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In this chapter we looked at how open body positions indicate an open or closed mind. Specifically, we saw that that by having arms and legs that cross the midpoint of the body we indicate a closed mind, negative attitude or disposition, and conversely, that open postures indicate an open mind. This is evident most often through what is called “ventral displays” where the chest and front is exposed. We saw that the hands can convey honesty by showing that “no weapon is present”, that rubbing the hands is figuratively a preparation to receive something (or that we’re cold), and that sudden changes in the hands has real meaning, that pointing is rude and as if throwing a spear, but can and are blocked, by arm crossing which works as a shield.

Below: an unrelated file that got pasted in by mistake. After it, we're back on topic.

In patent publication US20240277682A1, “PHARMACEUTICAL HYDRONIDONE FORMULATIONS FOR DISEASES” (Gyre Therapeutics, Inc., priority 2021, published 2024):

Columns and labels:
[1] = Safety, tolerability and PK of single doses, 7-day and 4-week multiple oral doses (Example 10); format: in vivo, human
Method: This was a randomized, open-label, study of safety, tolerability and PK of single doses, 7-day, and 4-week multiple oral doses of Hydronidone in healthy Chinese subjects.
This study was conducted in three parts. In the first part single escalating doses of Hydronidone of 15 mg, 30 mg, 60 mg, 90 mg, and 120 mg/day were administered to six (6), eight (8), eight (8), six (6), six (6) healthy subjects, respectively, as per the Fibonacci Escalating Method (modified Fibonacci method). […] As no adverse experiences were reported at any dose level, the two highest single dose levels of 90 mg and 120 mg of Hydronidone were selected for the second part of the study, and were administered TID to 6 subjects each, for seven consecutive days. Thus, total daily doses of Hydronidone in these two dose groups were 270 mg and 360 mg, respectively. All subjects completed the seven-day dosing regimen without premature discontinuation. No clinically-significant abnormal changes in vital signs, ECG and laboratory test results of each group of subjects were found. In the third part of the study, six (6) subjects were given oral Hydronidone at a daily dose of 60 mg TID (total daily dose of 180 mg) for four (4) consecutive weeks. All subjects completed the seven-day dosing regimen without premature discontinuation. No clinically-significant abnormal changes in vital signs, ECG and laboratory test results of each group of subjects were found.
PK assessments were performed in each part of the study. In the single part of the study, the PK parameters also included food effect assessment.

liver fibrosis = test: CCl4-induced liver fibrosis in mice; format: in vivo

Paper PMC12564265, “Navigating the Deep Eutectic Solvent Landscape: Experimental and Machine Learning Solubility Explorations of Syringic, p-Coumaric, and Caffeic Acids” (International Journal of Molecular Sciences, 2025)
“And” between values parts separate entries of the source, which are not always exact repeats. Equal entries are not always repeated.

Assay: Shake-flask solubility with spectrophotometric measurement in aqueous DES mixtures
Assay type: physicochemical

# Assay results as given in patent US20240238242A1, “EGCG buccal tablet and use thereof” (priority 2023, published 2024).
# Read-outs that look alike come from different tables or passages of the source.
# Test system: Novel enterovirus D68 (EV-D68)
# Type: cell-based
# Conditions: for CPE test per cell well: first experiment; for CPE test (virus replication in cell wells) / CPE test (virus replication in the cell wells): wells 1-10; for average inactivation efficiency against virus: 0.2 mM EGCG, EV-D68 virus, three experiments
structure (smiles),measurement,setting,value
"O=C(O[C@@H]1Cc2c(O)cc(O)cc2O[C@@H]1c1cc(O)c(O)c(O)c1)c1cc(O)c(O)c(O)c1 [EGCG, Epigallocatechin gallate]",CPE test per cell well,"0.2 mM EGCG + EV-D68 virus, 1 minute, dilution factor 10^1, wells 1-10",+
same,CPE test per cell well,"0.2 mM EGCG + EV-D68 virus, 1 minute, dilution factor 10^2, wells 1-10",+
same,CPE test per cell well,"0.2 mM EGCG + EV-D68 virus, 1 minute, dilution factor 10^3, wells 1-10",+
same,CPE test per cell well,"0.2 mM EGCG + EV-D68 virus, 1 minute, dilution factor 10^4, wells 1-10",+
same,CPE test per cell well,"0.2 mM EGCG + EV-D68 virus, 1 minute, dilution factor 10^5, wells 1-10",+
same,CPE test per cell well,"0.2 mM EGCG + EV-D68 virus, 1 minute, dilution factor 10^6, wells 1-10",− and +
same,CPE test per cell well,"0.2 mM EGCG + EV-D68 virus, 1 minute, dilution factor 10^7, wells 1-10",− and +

Next, we examined techniques to open people when they show closed body positions in an attempt to close the “closed”, the meaning of leg crossing and how spreading means dominance, and how the ankle cross indicates a negative, but hidden emotion. The figure-four-leg-position, we found, happens by pulling one leg over the other knee and represents disagreement, the fig leaf is a shameful posture since it hides the genitals from view, and parallel legs which happens by pressed one leg against the other making the legs appear sexier and more youthful. Next we looked at pigeons toes or “tibial torsion”, a submissive body posture indicating meekness, then how the legs tell where the mind thinks through pointing and the four main ways a person might stand; straight up and feet together (attentive), feet apart (a crotch display), one foot forward (shows direction of interest) and legs crossed at the ankle (a submissive posture). We then examined the progression from closed to open as a sequence when meeting new people or being in novel situations, how eye aversion or avoidance can indicate a lack of receptiveness, that the fetal position can be abbreviated by simply pulling limbs to the center of the body and finally how openness is related to status.